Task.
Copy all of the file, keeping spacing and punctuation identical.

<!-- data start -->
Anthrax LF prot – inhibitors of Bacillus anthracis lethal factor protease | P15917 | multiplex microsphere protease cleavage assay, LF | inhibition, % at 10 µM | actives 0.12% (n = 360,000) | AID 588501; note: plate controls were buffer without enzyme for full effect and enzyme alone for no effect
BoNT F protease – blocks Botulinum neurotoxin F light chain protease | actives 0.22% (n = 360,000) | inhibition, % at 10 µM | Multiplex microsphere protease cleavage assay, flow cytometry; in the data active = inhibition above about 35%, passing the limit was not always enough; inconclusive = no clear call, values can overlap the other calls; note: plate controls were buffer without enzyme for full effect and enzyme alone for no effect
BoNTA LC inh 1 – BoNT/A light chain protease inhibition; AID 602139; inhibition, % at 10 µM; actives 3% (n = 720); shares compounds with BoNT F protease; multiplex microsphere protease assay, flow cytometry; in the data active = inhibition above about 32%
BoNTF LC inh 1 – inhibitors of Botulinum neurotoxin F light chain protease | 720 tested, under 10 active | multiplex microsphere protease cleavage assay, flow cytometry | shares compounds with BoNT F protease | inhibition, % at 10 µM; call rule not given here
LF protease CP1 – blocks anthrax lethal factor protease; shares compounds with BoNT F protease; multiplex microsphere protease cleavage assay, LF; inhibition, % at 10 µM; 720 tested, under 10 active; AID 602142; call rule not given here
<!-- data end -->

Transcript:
Anthrax LF prot – inhibitors of Bacillus anthracis lethal factor protease | P15917 | multiplex microsphere protease cleavage assay, LF | inhibition, % at 10 µM | actives 0.12% (n = 360,000) | AID 588501; note: plate controls were buffer without enzyme for full effect and enzyme alone for no effect
BoNT F protease – blocks Botulinum neurotoxin F light chain protease | actives 0.22% (n = 360,000) | inhibition, % at 10 µM | Multiplex microsphere protease cleavage assay, flow cytometry; in the data active = inhibition above about 35%, passing the limit was not always enough; inconclusive = no clear call, values can overlap the other calls; note: plate controls were buffer without enzyme for full effect and enzyme alone for no effect
BoNTA LC inh 1 – BoNT/A light chain protease inhibition; AID 602139; inhibition, % at 10 µM; actives 3% (n = 720); shares compounds with BoNT F protease; multiplex microsphere protease assay, flow cytometry; in the data active = inhibition above about 32%
BoNTF LC inh 1 – inhibitors of Botulinum neurotoxin F light chain protease | 720 tested, under 10 active | multiplex microsphere protease cleavage assay, flow cytometry | shares compounds with BoNT F protease | inhibition, % at 10 µM; call rule not given here
LF protease CP1 – blocks anthrax lethal factor protease; shares compounds with BoNT F protease; multiplex microsphere protease cleavage assay, LF; inhibition, % at 10 µM; 720 tested, under 10 active; AID 602142; call rule not given here